Buying an HDTV: High Definition Content

So you’ve got your nice brand new (or slightly used) high definition television to your home and you’ve got it turned on.  What in the world are you going to watch?  What high definition content is out there in the world?  How do you get it onto your television?

You do have a few options when it comes to high definition content.  The easiest is your local channels’ digital signal, but there is cable, satellite, or even Blu-Ray players.  All give you some form of high definition content, but not all of it is that covenanted 1080p resolution.  In fact, the only true 1080p source at the moment is a Blu-Ray player.  Television (either OTA or cable/satellite) is only

Local Stations Over-The-Air (OTA)

The quickest (and probably cheapest) way to get high definition content onto your new HDTV is to plug in an antenna to receive your local channels’ digital signals.  Most high definition televisions come with a digital tuner that will allow you to receive the digital signal with ease.  Something to keep in mind though is that different networks will broadcast different resolutions.  For example, Fox affiliates transmit a 720p signal while ABC affiliates will send out a 1080i signal.  You’ll probably want to take a look at AVSForum’s Local HDTV Info to find specific information about your area.  There is a lot of great information such as antenna aiming suggestions and signal information for various channels in several of the city specific threads.


The next option is the all digital option of cable or satellite (or fiber optic).  These options are generally completely digital and do not require the use of an antenna or digital tuner in the television since the digital tuner is in the cable/satellite box.  Most of these signals for these kinds of connections are completely digital.  The main reason to go with a cable/satellite feed for HD content is that a lot of cable channels (HBO, Discovery, etc) have high definition versions of their channels, so you get access to more high def content.  Also, if you get something that has on demand content (i.e. Comcast) they also offer high definition content through this channel.  So you can get some pay-per-view movies in high definition.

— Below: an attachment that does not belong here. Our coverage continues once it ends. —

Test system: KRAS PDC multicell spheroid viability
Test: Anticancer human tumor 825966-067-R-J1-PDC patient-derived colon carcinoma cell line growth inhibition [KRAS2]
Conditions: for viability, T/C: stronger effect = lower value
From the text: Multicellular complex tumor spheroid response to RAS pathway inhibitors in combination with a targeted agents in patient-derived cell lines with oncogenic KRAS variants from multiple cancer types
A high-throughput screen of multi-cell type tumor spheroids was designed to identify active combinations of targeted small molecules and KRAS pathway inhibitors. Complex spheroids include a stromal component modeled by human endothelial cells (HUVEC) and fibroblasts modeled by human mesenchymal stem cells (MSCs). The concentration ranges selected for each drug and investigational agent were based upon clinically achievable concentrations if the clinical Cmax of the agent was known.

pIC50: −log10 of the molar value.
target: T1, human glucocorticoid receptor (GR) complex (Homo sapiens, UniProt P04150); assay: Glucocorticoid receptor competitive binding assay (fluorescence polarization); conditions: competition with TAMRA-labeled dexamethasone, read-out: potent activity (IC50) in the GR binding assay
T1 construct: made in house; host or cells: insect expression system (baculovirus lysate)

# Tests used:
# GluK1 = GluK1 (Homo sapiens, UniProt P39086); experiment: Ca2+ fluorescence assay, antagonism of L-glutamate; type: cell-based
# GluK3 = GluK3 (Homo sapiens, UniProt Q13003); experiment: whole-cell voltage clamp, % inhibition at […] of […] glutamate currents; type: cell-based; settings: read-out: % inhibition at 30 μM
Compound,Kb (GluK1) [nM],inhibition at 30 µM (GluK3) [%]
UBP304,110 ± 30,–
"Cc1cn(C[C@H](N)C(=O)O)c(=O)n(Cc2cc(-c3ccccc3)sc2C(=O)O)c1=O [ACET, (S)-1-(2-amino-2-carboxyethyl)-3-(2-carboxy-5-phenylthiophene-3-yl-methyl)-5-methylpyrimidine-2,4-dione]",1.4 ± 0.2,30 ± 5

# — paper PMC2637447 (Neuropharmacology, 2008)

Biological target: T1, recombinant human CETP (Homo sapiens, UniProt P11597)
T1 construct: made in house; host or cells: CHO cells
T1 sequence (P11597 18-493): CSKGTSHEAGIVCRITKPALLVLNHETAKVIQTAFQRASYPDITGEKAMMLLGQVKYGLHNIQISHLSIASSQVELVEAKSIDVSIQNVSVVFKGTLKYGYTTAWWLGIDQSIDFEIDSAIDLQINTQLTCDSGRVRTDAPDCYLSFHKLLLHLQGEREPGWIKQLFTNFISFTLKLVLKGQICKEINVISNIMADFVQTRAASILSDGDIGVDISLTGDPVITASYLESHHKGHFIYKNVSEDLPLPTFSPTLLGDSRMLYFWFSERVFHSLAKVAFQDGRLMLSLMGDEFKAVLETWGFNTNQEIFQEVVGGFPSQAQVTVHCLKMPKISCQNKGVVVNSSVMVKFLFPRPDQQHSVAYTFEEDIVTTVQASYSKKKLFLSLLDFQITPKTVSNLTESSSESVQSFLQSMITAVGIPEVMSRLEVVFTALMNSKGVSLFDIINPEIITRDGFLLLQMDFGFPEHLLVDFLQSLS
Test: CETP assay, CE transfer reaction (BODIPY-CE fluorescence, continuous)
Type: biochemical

Upconverting DVD Player

Finally, you have upconverting DVD players, while not truly “high definition” they do offer a nice way to take advantage of your television without having to buy a lot of expensive new equipment.  Upconverting DVD players can be had for less that 100 dollars (really good ones go as high as $200) and can send a higher quality image to your television.  A good upconverting DVD player will give you a noticeably higher quality picture on your screen (assuming your screen can handle the resolution).  You can rewatch a nice chunk of your movie collection and enjoy it in a whole new way for less than one hundred dollars.


The only true 1080p source is Blu-Ray.  If you have a 720p television, you can still send out a 1080p signal from your Blu-Ray player and the television will usually down-convert to a resolution that it can handle.  There are  a lot of Blu-Ray players on the market, and not all of them are equal.  The players that you see for sale for cheap (well below $200) are what are known as “Profile 1.0” players and do not conform to the latest standard of Blu-Ray discs.  This means that you might run into trouble playing newer BDs (Blu-Ray Disc) on these players.  Most of the players being released today however, are  “Profile 2.0” players and can play the latest discs, as well as do something that is called BDLive, which can give you additional content stored on servers for online access.

Something else to think about is that all Blu-Ray players work as upconverting DVD players as well.

Next Week

Next week, as we look towards finishing this series we’ll be looking at cables to connect this all together.

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